There is a recurrent type of blog post in my writing; the one where I drive an inordinate distance to hear someone speak who inspires me and adds something to my learning and thinking. I then write up notes about what the speaker said, partly so that I have a record for myself and partly in case anyone could not make the event and wants a summary.
Speakers who feature in the series include: Sarah Jayne Blakemore, Karin Chenoweth, Suzanne Zeedyk, The Real David Cameron and Professor Robbie Gilligan.
Last night, I had the incredible good fortune to get a two for one deal. I set off from Lochgilphead just after three and the soundtrack to my journey consisted of the songs that I need to learn for the Mid Argyll music festival next week: The 59th Street Bridge Song by Paul Simon;The Water of Tyne (trad); Purcell’s Music For a While; Eric Idle’s Whatever Happened to My Part and Think Twice, made famous by Celine Dion. Eclectic? Definitely. Under-rehearsed, given that the festival is next week? Certainly. But slightly more familiar after playing on a loop between Kilmory and Shields Road carpark? Without doubt.
The two speakers that I had the incredible good fortune to hear last night were two judges from the US who spoke about their experiences of “Presiding with Kindness” within the US criminal Justice System: Judge Victoria Pratt and Judge Ginger Lerner-Wren. I had been invited to attend by Ian Smith, a Scottish lawyer who is leading the rally to make Scottish justice more trauma-informed and whom I have got to know through virtual discussion around Adverse Childhood Experiences.
My passion is making schools kind places where adults connect authentically with children in order to help them learn and develop, where mistakes are part of learning and where systems are based on genuine mutual respect and restorative approaches, rather than discipline and humiliation. I have worked in many schools and with many staff who have shared this passion over the years and achieved huge successes because of it; my driver as a leader and role model is to help others see the benefits in such an approach.
These are my notes of what I heard last night. They may not be word for word perfect but I hope that they summarise the key messages.
Judge Victoria Pratt is a pioneer of procedural justice in Newark, New Jersey.
Her fundamental starting point is that people in the criminal justice system must be treated with kindness, dignity and respect.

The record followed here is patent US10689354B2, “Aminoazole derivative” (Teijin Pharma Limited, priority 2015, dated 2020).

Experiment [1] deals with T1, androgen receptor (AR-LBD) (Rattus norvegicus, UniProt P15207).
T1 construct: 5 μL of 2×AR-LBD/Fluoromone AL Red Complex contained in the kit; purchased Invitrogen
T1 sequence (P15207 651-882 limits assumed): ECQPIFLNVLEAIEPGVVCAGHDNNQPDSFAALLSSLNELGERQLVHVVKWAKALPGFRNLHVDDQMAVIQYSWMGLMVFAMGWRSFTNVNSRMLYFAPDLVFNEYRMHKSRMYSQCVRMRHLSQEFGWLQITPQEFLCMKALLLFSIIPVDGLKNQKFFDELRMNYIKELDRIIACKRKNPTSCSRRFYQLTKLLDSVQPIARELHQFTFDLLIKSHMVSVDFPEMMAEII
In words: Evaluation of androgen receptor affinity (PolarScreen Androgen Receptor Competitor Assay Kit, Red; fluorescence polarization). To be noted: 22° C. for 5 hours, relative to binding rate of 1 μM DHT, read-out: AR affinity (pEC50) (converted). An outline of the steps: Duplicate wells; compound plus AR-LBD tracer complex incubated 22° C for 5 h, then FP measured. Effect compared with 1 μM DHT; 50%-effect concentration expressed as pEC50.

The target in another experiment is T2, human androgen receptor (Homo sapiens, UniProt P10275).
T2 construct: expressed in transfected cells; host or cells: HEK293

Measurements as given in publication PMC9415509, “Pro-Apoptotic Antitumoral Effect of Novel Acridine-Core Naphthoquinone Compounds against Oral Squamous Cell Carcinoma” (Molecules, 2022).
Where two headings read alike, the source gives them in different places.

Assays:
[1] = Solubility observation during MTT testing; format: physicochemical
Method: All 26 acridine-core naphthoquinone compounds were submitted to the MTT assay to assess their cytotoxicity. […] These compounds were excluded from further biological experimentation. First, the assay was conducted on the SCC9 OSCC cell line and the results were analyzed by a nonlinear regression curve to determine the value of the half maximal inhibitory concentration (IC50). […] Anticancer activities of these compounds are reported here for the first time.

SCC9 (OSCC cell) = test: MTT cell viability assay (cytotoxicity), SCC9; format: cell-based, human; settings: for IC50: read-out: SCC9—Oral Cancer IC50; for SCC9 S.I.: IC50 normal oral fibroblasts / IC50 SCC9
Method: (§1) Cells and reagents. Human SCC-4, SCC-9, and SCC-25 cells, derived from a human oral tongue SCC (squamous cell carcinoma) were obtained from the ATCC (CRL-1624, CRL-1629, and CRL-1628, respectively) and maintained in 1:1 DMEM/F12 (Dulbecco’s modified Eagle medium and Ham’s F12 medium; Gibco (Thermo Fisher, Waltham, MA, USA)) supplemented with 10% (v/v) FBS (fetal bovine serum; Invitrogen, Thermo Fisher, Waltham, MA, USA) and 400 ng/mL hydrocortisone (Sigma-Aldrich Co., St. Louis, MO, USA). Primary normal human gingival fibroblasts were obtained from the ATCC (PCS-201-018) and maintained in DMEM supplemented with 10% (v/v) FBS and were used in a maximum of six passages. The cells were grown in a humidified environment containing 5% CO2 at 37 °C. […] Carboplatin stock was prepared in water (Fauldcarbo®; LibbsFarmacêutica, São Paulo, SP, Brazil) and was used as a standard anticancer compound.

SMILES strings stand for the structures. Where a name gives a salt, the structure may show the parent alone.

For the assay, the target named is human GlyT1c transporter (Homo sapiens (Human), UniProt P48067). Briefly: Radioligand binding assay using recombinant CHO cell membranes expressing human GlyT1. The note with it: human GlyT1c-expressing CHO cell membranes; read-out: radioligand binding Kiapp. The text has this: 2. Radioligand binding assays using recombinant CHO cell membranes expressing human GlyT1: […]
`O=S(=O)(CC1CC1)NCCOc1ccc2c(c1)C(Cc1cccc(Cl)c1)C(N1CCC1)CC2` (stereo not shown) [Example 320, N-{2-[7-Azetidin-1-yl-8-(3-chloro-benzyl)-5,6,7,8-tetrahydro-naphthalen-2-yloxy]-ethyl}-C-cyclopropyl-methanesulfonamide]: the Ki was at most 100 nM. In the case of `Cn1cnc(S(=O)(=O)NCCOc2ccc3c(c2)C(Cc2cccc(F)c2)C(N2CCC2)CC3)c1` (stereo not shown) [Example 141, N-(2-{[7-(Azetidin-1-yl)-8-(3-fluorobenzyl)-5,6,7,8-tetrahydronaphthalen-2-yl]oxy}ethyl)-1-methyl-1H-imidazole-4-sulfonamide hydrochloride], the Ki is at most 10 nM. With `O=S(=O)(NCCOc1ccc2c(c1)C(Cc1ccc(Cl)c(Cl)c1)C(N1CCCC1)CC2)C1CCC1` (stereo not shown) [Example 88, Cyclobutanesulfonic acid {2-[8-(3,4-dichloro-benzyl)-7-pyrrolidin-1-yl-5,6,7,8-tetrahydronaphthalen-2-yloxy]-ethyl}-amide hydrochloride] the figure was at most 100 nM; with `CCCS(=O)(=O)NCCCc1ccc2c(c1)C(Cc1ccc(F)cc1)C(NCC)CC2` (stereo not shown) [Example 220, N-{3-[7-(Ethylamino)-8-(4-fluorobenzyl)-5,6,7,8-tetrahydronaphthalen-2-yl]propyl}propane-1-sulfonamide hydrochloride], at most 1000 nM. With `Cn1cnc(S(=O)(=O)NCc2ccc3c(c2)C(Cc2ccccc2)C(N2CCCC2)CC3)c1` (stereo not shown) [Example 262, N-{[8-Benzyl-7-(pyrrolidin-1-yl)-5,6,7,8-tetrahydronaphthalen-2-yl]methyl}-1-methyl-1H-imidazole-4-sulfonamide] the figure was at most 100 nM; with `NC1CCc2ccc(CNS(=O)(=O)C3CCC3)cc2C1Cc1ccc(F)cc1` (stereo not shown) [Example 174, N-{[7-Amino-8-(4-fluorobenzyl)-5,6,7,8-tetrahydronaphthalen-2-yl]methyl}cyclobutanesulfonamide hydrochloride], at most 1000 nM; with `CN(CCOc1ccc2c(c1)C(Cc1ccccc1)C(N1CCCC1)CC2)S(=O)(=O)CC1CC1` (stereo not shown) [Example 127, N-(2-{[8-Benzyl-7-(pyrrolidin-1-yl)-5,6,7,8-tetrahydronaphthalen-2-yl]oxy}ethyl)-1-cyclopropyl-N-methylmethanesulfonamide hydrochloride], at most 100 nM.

She talked about how traditional courts are foreign and intimidating to those who are called to them: they are herded through security and shouted at by people telling them to discard their personal items; they ask people in uniforms the same question and get a different answer each time; they are scolded for rules they never knew anything about
She suggested a simple alternative to this: if people perceive they are treated with respect and dignity then they will respect the law and trust the system.
How judges speak to litigants is key.
Judges have the reserved seats at a tragic reality show.
Principle 1 in her system = voice. Allow people to tell their story.
She is known for assigning essays to those who have offended as a reflective task.
She gave an example of a high school student aged 18 who had been brought in to court for possession of a knife (although it may only have been a butter knife).
The sad truth is that there were more police than counsellors in the girl’s school.
Her essay said “I’m scaredand that’s why I have a knife all the time.”
Judge Pratt wanted to know why this girl was so scared and could not stop thinking about it so she asked the girl’s social worker; it turned out that the girl’s stepfather had been sexually abusing her.
She did not feel protected by anyone in school whose job was to keep her safe.
If we take time to hear people’s stories, we understand them better.
2nd principle = neutrality
Sometimes people are allowed to speak and offer opinions or information in courts who are not impartial or neutral and this is not right and has to be challenged.
3rd principle = understand
There is an absolute need for those who work in criminal justice to understand the reality of poverty and mental health and to ensure that people understand what is being discussed in court.
Judge Pratt spoke of legalese being the language we used to confuse.
She explained how she uses plain English instead and explains why:
She was one given a list of questions to ask by a senior judge- for example “do you take psychotropic drugs?”. She realised that she did not understand half the words in the questions, let alone know how to pronounce them and so decided to re-phrase them in plain language such as “Ma’am, do you take medication to clear your head?”